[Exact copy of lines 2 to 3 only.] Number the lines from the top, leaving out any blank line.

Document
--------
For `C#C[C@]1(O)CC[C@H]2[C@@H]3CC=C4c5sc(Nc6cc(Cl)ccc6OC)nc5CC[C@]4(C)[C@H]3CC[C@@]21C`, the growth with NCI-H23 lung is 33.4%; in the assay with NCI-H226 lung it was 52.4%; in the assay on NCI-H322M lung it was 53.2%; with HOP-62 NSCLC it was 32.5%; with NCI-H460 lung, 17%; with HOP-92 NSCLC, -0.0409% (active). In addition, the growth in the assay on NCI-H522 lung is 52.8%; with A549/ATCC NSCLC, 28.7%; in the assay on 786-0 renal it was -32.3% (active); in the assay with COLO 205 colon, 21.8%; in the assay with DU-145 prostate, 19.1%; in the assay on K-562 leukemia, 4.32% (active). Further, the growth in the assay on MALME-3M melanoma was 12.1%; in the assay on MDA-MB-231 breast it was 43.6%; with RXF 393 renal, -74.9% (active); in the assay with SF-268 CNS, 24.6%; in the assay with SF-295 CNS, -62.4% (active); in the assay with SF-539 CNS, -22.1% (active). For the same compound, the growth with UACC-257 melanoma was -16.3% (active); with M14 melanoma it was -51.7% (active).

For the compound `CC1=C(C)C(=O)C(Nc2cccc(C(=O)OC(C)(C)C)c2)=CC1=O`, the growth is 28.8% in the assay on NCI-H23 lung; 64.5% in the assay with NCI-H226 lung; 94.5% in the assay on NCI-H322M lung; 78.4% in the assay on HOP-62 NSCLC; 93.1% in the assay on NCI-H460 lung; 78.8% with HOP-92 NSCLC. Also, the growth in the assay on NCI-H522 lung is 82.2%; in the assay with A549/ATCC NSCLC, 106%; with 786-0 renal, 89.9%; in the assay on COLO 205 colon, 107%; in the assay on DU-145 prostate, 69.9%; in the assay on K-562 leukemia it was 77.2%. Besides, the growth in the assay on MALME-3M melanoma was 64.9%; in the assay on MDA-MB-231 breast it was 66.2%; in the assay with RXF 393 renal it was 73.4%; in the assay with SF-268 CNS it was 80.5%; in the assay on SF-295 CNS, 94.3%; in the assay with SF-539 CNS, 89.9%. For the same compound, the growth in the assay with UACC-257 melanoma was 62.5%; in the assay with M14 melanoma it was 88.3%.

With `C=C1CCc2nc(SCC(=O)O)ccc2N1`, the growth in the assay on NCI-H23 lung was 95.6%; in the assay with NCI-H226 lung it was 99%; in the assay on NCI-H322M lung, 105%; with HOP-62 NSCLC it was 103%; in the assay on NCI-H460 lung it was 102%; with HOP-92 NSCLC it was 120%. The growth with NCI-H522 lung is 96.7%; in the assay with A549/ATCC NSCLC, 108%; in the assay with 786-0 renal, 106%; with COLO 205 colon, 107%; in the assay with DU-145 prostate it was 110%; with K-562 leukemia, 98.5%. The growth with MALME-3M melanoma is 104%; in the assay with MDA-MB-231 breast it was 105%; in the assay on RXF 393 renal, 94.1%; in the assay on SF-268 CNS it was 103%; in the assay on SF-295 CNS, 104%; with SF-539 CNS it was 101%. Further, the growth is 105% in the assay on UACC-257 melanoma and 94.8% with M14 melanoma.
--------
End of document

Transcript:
For the compound `CC1=C(C)C(=O)C(Nc2cccc(C(=O)OC(C)(C)C)c2)=CC1=O`, the growth is 28.8% in the assay on NCI-H23 lung; 64.5% in the assay with NCI-H226 lung; 94.5% in the assay on NCI-H322M lung; 78.4% in the assay on HOP-62 NSCLC; 93.1% in the assay on NCI-H460 lung; 78.8% with HOP-92 NSCLC. Also, the growth in the assay on NCI-H522 lung is 82.2%; in the assay with A549/ATCC NSCLC, 106%; with 786-0 renal, 89.9%; in the assay on COLO 205 colon, 107%; in the assay on DU-145 prostate, 69.9%; in the assay on K-562 leukemia it was 77.2%. Besides, the growth in the assay on MALME-3M melanoma was 64.9%; in the assay on MDA-MB-231 breast it was 66.2%; in the assay with RXF 393 renal it was 73.4%; in the assay with SF-268 CNS it was 80.5%; in the assay on SF-295 CNS, 94.3%; in the assay with SF-539 CNS, 89.9%. For the same compound, the growth in the assay with UACC-257 melanoma was 62.5%; in the assay with M14 melanoma it was 88.3%.

With `C=C1CCc2nc(SCC(=O)O)ccc2N1`, the growth in the assay on NCI-H23 lung was 95.6%; in the assay with NCI-H226 lung it was 99%; in the assay on NCI-H322M lung, 105%; with HOP-62 NSCLC it was 103%; in the assay on NCI-H460 lung it was 102%; with HOP-92 NSCLC it was 120%. The growth with NCI-H522 lung is 96.7%; in the assay with A549/ATCC NSCLC, 108%; in the assay with 786-0 renal, 106%; with COLO 205 colon, 107%; in the assay with DU-145 prostate it was 110%; with K-562 leukemia, 98.5%. The growth with MALME-3M melanoma is 104%; in the assay with MDA-MB-231 breast it was 105%; in the assay on RXF 393 renal, 94.1%; in the assay on SF-268 CNS it was 103%; in the assay on SF-295 CNS, 104%; with SF-539 CNS it was 101%. Further, the growth is 105% in the assay on UACC-257 melanoma and 94.8% with M14 melanoma.